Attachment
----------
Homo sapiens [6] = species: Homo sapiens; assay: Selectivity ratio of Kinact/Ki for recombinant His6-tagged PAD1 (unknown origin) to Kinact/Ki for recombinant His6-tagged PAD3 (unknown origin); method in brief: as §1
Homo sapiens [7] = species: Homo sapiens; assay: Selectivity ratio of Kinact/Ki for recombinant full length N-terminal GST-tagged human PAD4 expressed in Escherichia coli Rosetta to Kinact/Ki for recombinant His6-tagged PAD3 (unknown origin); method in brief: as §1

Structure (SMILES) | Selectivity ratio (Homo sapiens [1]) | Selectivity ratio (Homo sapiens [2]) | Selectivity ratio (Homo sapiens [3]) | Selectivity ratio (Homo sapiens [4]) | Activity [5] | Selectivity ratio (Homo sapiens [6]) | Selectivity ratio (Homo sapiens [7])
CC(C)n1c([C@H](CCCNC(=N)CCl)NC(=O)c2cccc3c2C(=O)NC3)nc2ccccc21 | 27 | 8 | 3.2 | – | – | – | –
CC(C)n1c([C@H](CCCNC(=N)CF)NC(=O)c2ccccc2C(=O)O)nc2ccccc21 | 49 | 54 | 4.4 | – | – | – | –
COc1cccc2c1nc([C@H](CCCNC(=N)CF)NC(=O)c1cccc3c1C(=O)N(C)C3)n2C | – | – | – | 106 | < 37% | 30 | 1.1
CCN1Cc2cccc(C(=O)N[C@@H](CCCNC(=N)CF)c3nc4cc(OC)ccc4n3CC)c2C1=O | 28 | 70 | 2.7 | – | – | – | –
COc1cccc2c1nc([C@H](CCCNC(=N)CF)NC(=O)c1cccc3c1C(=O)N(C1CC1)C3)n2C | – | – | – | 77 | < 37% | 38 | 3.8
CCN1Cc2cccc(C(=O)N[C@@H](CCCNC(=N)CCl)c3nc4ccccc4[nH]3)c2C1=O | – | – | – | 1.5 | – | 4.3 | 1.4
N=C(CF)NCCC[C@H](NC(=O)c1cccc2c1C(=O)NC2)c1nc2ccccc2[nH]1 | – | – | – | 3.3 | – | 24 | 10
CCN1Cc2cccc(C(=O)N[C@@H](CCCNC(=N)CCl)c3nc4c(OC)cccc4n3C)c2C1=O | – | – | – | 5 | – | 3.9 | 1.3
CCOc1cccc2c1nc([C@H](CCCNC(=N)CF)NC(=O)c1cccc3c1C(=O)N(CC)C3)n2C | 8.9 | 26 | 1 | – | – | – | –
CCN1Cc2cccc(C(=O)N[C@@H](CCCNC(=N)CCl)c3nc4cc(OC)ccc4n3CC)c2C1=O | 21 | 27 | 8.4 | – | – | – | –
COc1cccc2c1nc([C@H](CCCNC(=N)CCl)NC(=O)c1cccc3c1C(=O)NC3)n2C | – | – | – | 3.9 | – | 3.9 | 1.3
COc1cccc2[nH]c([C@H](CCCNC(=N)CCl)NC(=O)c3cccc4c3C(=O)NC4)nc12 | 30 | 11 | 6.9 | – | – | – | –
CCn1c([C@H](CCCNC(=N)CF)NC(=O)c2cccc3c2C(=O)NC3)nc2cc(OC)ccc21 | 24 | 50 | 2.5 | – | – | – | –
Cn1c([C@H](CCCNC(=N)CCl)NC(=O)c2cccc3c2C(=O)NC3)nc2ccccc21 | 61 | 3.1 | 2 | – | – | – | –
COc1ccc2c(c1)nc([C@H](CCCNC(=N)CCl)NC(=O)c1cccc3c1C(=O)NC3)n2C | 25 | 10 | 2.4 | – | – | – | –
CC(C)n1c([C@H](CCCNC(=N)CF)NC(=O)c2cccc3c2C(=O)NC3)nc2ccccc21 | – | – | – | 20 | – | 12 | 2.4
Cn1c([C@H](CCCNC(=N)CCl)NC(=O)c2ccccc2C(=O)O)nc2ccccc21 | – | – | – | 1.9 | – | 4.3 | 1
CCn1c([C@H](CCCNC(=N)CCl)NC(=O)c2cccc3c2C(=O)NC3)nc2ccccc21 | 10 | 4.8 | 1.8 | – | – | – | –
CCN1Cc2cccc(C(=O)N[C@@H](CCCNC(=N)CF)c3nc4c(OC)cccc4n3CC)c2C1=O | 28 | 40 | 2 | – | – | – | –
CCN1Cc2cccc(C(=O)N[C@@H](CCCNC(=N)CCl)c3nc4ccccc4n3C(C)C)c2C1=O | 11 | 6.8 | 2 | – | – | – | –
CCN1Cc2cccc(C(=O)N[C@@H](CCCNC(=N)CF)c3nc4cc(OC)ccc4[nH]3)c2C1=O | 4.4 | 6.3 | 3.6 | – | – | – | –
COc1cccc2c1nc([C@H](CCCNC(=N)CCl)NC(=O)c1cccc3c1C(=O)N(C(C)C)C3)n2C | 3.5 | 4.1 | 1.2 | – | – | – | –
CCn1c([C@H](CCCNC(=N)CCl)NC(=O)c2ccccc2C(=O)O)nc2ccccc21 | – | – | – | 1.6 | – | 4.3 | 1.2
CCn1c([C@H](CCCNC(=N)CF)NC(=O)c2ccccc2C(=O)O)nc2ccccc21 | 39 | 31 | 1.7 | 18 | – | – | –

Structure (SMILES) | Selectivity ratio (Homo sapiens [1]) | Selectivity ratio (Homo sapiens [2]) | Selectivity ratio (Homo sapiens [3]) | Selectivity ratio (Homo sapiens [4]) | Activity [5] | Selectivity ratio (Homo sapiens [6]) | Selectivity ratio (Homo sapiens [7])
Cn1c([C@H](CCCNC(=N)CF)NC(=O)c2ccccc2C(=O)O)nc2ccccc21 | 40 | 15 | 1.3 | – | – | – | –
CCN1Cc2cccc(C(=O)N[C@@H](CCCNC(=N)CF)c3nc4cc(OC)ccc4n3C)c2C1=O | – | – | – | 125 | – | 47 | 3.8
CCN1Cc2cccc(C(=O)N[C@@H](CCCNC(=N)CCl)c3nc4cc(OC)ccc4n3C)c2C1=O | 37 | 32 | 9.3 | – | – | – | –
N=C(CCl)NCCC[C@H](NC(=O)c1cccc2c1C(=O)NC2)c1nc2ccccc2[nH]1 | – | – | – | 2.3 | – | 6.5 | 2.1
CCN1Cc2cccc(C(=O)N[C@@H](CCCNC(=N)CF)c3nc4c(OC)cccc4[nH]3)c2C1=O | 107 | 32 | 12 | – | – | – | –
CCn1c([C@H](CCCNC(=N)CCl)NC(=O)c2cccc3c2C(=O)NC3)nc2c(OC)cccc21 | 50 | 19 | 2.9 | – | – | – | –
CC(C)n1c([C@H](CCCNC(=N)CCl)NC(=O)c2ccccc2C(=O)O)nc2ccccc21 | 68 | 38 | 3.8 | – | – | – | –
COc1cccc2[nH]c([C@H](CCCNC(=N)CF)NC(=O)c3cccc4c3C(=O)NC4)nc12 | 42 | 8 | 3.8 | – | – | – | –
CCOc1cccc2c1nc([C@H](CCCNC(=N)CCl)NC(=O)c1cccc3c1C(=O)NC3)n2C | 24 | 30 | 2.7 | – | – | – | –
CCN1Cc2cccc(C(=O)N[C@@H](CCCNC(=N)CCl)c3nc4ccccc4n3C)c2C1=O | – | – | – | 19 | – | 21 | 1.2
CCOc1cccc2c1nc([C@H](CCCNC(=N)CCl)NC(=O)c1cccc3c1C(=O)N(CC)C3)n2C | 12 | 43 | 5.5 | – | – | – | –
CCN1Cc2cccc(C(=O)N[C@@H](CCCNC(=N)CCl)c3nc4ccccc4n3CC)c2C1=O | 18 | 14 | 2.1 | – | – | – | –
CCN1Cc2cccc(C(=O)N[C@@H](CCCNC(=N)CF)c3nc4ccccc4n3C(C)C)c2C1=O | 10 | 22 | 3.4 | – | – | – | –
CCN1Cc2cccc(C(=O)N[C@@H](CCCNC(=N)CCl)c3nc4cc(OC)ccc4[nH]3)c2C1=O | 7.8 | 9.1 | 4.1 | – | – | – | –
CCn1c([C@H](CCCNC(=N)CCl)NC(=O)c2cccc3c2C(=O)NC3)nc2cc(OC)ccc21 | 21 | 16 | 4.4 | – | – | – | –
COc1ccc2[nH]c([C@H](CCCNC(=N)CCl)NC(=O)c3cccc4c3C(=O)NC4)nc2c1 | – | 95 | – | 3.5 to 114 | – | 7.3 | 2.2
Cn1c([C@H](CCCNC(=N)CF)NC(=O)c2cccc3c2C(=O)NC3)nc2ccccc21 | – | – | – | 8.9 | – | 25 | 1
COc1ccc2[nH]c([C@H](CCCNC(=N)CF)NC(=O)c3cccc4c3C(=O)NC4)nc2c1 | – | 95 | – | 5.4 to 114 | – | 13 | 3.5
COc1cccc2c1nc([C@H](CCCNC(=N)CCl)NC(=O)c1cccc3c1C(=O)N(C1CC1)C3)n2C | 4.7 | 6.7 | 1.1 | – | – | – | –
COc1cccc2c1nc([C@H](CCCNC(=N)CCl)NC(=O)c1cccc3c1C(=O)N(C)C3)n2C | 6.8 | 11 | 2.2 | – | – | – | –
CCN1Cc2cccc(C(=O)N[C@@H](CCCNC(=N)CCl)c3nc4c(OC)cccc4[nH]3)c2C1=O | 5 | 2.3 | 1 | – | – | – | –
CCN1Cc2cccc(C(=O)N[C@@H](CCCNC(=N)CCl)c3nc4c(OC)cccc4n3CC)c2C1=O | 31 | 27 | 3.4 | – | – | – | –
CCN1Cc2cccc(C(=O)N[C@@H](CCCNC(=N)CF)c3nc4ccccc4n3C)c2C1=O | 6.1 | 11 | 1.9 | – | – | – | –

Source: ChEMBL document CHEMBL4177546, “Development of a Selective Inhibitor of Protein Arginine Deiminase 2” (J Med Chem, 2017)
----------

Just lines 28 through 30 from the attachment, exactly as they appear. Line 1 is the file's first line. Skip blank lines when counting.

Structure (SMILES) | Selectivity ratio (Homo sapiens [1]) | Selectivity ratio (Homo sapiens [2]) | Selectivity ratio (Homo sapiens [3]) | Selectivity ratio (Homo sapiens [4]) | Activity [5] | Selectivity ratio (Homo sapiens [6]) | Selectivity ratio (Homo sapiens [7])
Cn1c([C@H](CCCNC(=N)CF)NC(=O)c2ccccc2C(=O)O)nc2ccccc21 | 40 | 15 | 1.3 | – | – | – | –
CCN1Cc2cccc(C(=O)N[C@@H](CCCNC(=N)CF)c3nc4cc(OC)ccc4n3C)c2C1=O | – | – | – | 125 | – | 47 | 3.8